Cycling Core Strength Protocol – 10% Faster in 4 Weeks

As we joked in the Performance Cycling Podcast Episode 69, “Doctor’s hate him, for this one simple trick!” What are we talking about? Well, Kate Wiseman’s dissertation paper at the Durban University of Technology showed a 10% improvement in 1.5km time trial performance in individuals who followed a simple core protocol lasting only four weeks. Let’s go over the protocol and maybe you can see similar cycling improvements from increased core strength.

If you are interested in participating in the survey regarding your results of this protocol, please check out the bottom of the article for the survey!

Core Strength Protocol

The protocol used in the paper is as follows:

For four weeks, complete these core exercises 4-5 times per week:
10 repetitions of 10 second holds for each of the following exercises:
Glute Bridge
Plank
Side Plank on both sides
Bird Dog
Rest 5 seconds between repetitions

This protocol is quite simple with 5 total exercises (side plank is two) and a total working time of 500 seconds. Including the five second rest between sets, the total workout time is only 12 minutes. The author of the study showed that amateur athletes showed 10% improvements in their 1.5km time trial time with this cycling core strength protocol. This benefit is likely due to better power transfer and less movement in the saddle.

Exercises

Glute Bridge for Glute Strength

Glute bridges are a good way to activate the glutes.

We have an entire article on glute activation and use in cycling. It’s no surprise that glute bridges are a member of this core protocol. For glute bridges, lay on your back with bent knees. Engage the core and squeeze your butt cheeks together, forcing your pelvis upward. From there, hold that position for 10 seconds and return your butt to the ground.

This exercise is great. It improves the neural connections to the glutes and engages the largest muscle group in the body. Make sure your are squeezing with your butt muscles and not engaging your hamstrings to complete the task. The burn should be felt in the body of the butt muscles to ensure proper use of the glutes.

Plank for Core Strength

A picture of a skeleton performing a plank core exercise for cycling performance.
Plank is a common core exercise for core strength.

The second exercise is the typical plank exercise. For this one, prop yourself up on your toes and elbows and squeeze at your belly button to engage your core. The goal of this exercise is to prevent the lower spine from sagging. Similarly, the upper spine should not be excessively rounded. One good cue is to imagine pushing upwards on the spine from your belly. Another important point is to try to squeeze the rhomboids (shoulder blades) together to keep the upper spine neutral. Having someone there to evaluate your form is important; don’t let your butt sag!

Side Plank for Oblique Strength

A skeleton completing a side plank. Another core strength exercise that can improve your cycling.
Side plank is similar to a traditional plank but engages the side of the body.

The side plank works to strengthen the side of the body by forcing engagement of the obliques to prevent the pelvis from dropping to the ground. This exercise is similar to planks in that the isometric hold engages the core as a stabilizer. When riding a bike, the core also acts to stabilize the body.

For the side plank, prop yourself up on your elbow and the side of your foot and try your best to keep your pelvis up off the ground. Try to resist any sagging and keep your hips stacked. It’s common for athletes to ‘open’ their hips towards the sky, but focus on keeping your hips perfectly on top of each other. The exercise should be repeated on both sides. Complete 10 repetitions on the first side, then switch to the other.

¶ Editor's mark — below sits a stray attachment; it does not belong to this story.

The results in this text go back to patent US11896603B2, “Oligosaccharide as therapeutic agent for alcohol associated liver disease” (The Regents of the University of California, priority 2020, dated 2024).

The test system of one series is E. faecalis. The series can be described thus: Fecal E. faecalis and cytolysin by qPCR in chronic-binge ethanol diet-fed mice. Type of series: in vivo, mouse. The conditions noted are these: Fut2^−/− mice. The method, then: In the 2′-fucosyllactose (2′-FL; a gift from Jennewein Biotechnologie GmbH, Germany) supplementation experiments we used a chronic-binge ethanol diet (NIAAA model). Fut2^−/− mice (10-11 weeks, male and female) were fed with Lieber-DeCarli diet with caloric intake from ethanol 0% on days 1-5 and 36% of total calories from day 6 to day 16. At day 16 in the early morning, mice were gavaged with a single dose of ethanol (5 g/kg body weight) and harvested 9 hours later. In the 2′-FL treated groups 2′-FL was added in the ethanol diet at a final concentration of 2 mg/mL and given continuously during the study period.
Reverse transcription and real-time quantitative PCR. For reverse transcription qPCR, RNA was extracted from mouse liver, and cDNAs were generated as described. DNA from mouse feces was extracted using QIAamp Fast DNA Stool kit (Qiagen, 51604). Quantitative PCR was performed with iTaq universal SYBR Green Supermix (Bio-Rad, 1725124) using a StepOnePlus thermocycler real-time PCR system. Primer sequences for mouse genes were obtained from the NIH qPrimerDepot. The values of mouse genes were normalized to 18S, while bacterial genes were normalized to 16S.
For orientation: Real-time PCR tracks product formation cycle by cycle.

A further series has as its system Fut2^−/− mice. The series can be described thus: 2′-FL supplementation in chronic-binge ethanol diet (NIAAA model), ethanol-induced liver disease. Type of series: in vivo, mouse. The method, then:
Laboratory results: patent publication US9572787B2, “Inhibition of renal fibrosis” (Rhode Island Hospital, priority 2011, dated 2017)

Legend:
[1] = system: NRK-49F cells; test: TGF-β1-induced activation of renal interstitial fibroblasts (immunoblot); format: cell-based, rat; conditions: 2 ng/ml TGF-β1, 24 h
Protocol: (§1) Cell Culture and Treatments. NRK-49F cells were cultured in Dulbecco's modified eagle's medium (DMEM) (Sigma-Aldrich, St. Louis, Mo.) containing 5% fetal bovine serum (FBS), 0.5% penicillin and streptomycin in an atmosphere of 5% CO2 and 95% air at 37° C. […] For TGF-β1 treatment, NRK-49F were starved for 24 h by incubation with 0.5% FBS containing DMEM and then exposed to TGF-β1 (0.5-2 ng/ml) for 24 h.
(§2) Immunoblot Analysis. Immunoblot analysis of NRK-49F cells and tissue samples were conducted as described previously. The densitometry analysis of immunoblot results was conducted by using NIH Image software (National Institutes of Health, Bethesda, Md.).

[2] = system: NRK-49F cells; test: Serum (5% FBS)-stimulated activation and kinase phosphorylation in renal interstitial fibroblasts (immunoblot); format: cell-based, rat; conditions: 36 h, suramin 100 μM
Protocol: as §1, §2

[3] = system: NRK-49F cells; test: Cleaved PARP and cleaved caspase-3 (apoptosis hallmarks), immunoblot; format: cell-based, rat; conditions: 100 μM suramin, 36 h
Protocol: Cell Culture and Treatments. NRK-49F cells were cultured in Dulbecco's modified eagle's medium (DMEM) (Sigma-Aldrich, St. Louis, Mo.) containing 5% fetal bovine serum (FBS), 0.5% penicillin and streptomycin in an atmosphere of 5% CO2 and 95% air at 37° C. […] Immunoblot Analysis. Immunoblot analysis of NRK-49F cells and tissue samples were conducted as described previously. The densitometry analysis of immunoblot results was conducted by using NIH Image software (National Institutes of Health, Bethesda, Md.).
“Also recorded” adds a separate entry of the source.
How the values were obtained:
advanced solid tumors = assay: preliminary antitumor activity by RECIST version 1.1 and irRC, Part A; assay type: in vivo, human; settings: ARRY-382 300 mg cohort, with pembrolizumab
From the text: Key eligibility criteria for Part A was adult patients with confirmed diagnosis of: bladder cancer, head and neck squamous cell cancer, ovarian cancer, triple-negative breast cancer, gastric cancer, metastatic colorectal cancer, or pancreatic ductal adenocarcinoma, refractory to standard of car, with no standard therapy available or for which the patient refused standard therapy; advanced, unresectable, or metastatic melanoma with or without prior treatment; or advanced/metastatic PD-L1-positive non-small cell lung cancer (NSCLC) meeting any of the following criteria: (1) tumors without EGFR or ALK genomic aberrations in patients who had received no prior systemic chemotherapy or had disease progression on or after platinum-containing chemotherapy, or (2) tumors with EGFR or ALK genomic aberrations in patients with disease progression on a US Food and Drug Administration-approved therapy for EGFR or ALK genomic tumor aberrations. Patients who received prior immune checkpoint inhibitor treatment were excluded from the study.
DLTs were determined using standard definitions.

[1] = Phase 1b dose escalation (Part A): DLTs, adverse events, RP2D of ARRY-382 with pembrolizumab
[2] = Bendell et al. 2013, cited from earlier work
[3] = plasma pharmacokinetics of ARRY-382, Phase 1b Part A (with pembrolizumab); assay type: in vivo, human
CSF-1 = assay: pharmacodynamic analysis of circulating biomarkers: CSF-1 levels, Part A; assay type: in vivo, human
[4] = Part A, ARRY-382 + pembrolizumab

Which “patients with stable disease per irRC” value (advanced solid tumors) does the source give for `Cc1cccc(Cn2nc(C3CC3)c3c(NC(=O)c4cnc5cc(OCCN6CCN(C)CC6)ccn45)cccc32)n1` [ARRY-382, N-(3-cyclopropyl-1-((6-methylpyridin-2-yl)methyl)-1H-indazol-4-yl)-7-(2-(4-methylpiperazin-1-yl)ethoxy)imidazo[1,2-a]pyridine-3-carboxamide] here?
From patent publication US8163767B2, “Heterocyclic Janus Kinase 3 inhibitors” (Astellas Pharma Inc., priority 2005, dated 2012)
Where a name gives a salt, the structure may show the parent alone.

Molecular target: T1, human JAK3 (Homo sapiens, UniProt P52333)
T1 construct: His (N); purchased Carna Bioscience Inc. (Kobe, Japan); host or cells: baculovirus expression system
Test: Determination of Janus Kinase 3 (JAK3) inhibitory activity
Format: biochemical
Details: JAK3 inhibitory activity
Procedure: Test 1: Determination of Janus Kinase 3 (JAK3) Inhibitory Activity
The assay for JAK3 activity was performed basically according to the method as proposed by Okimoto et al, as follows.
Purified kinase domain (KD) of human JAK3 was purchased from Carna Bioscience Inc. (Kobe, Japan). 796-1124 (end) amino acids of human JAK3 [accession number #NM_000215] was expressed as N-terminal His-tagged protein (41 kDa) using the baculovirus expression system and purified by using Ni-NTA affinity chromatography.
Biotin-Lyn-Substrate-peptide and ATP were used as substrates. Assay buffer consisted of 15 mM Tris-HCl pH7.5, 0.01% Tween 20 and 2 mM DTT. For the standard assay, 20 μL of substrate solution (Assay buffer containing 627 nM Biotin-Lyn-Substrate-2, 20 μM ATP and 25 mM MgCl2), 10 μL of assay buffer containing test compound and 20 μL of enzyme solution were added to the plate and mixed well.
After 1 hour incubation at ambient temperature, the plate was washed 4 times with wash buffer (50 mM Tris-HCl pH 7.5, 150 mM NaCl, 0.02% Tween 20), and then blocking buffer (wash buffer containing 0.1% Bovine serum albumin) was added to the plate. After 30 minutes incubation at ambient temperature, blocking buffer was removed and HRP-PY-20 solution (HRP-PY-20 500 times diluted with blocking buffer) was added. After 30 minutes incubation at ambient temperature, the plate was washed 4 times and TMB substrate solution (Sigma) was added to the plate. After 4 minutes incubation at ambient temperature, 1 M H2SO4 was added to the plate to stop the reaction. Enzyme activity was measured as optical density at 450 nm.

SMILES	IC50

Bird Dog for Core Engagement

Bird dog is a good dynamic stabilization exercise.

Another common core strength exercise, bird dog is an interesting exercise where the body is placed in a naturally unstable position. The athlete is required to engage their core to maintain a neutral spine and body position. The bird dog exercise is simple. Lift the opposite arm and leg and extending them fully. Focus on preventing twisting, leaning, rotating, or any other spinal changes when completing this exercise. Hold for the required 10 seconds and then return the arm and leg to the floor.

Sharing Your Experience and Cycling Improvements

The goal of this protocol is the improve your core strength for cycling. Since it’s based on a scientific paper suggesting that short term power can increase by up to 10%, we want to see if it actually works. That’s where you come in. Please complete this protocol twenty times over a one month period and then fill out the survey below.

The steps to take for the protocol are as follows:

  • Find a local climb of approximately 2 minutes in length or program your smart trainer for a 1.5km flat course.
  • Complete the course as hard as you possibly can.
  • Post that ride to strava.
  • Complete the four week cycling protocol, aiming for 18 core strength days across 4 weeks.
  • Complete the same course after the protocol.
  • Post that ride to strava.
  • Come back here and fill out the survey!

We sincerely hope this protocol improves your cycling performance! The goal of this survey is to provide research feedback on a core strength protocol that is accessible to all cyclists. It can also be motivating to complete core work with a purpose; to help us better understand if core strength is beneficial to cycling. Do your best and if you miss a day or two or the protocol doesn’t quite go to plan, tell us anyway! Let us know what your struggled with and how you succeeded. Most importantly have fun.

Ask questions or make comments down below!

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